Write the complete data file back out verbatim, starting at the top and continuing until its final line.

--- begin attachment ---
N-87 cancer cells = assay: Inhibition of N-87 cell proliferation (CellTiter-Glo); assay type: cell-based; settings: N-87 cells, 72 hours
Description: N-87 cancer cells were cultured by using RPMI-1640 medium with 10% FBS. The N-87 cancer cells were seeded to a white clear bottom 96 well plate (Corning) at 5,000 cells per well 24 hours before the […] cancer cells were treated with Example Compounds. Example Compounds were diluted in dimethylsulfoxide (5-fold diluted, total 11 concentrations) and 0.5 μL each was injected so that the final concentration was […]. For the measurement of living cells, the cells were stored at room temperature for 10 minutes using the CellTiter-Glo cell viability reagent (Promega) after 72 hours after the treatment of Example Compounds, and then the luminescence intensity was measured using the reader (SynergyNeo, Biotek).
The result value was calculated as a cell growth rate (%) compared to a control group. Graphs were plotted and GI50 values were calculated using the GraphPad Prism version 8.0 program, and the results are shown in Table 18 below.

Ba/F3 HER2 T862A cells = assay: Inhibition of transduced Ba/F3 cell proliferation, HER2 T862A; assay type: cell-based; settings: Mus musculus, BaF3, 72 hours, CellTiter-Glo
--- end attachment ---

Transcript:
N-87 cancer cells = assay: Inhibition of N-87 cell proliferation (CellTiter-Glo); assay type: cell-based; settings: N-87 cells, 72 hours
Description: N-87 cancer cells were cultured by using RPMI-1640 medium with 10% FBS. The N-87 cancer cells were seeded to a white clear bottom 96 well plate (Corning) at 5,000 cells per well 24 hours before the […] cancer cells were treated with Example Compounds. Example Compounds were diluted in dimethylsulfoxide (5-fold diluted, total 11 concentrations) and 0.5 μL each was injected so that the final concentration was […]. For the measurement of living cells, the cells were stored at room temperature for 10 minutes using the CellTiter-Glo cell viability reagent (Promega) after 72 hours after the treatment of Example Compounds, and then the luminescence intensity was measured using the reader (SynergyNeo, Biotek).
The result value was calculated as a cell growth rate (%) compared to a control group. Graphs were plotted and GI50 values were calculated using the GraphPad Prism version 8.0 program, and the results are shown in Table 18 below.

Ba/F3 HER2 T862A cells = assay: Inhibition of transduced Ba/F3 cell proliferation, HER2 T862A; assay type: cell-based; settings: Mus musculus, BaF3, 72 hours, CellTiter-Glo